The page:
1. Where specifically is Clarevaulx? (I know the location of Stonehenge.)
2. Who was Captain Philip Ditman?
3. Read Hauling the loads - A history of Australia's working horses and bullocks by Malcolm J Kennedy. (All I need to do is take it off my bookshelf and make time to read it.)
4. Next time I travel from Glen Innes to Grafton, take a good look at the country and admire the work of these pioneer teamsters.




Monday, March 14, 2016

Criminal Ancestors?




Yesterday I received an email from Aoife O'Connor, a PhD student with Sheffield University based in Dublin. Aoife is hoping to contact genealogists and family historians with criminal ancestors to fill in a survey or take part in an interview to assist with her research.


Aoife's message is printed below with her permission. 

A Criminal Ancestor 

Are you descended from convict ancestors transported far from home or did great, great, great uncle John end up in court for squabbling with the neighbours?  If your ancestor was a hardened criminal, a victim of a miscarriage of justice, a political prisoner, or in court for not paying their dog licence a new study is looking to hear from you.

Criminals in the family have always fascinated family historians and it seems more of us are discovering more of them all of the time.  The digitisation of the records of the criminal justice system and newspapers are bringing to light a side of our ancestors that may have previously been kept secret.  

The crimes themselves range from the minor, even amusing, to the serious, and tragic.  From a few cows wandering unsupervised along a country lane resulting in an appearance at the petty sessions court and a 2 shilling fine, to a young girl stealing some lace and being transported for 7 years to Australia, a sentence which really meant a lifetime exiled from her native land.  A young boy imprisoned for vagrancy.  A rebel.  A highwayman.  A murderer.   

The documents which record their crimes often have amazingly rich details not found in birth, marriage, or even census records.  From prison registers we can get physical descriptions of someone who lived long before the invention of photography, we can learn their height, weight, eye and hair colour, and any distinguishing scars or features such as tattoos.   From newspaper accounts of trials we hear their voices as they give evidence.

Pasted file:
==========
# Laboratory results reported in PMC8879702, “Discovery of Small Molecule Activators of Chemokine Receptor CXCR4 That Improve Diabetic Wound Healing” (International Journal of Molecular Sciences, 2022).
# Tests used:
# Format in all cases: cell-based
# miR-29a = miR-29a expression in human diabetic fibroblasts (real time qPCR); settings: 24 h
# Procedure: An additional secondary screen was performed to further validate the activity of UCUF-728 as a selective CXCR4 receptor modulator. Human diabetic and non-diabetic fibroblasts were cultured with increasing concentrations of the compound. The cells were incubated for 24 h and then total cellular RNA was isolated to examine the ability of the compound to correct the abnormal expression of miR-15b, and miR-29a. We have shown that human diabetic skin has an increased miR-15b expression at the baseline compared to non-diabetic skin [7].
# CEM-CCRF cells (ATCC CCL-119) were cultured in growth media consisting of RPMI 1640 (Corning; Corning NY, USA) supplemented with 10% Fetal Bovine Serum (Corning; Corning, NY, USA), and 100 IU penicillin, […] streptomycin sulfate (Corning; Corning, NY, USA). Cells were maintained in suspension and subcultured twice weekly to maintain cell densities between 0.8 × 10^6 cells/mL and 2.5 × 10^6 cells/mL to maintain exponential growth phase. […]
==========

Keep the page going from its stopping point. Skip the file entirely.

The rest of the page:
But how do we feel when we come across an ancestor who broke the law?  And how do they shape how we view our family’s history?  Is a criminal ancestor someone to be ashamed of, to celebrate, or part of a larger story?  What do their crimes, and the punishments they received tell us about them as people, and about the time and society they lived in?  You can help provide the answers. 

As part of the Digital Panopticon project, Aoife O Connor of the University of Sheffield wants to hear from family historians across the globe who have discovered ancestors who were connected to a crime.  She is conducting short anonymous online surveys.

Aoife is based in Dublin, Ireland and is studying for her PhD part-time.  Her own family history includes, among others, one ancestor aged 18 imprisoned in 1821 for thirteen days on suspicion of stealing a frame saw (the same ancestor was fined for excise duty evasion to the tune of £12 10 shillings in 1838), and another who was fined two shillings at the Petty Sessions Court on the 24 December 1855 for driving a horse and cart with no reins.   


Why not fill in the survey or contact Aoife for an interview?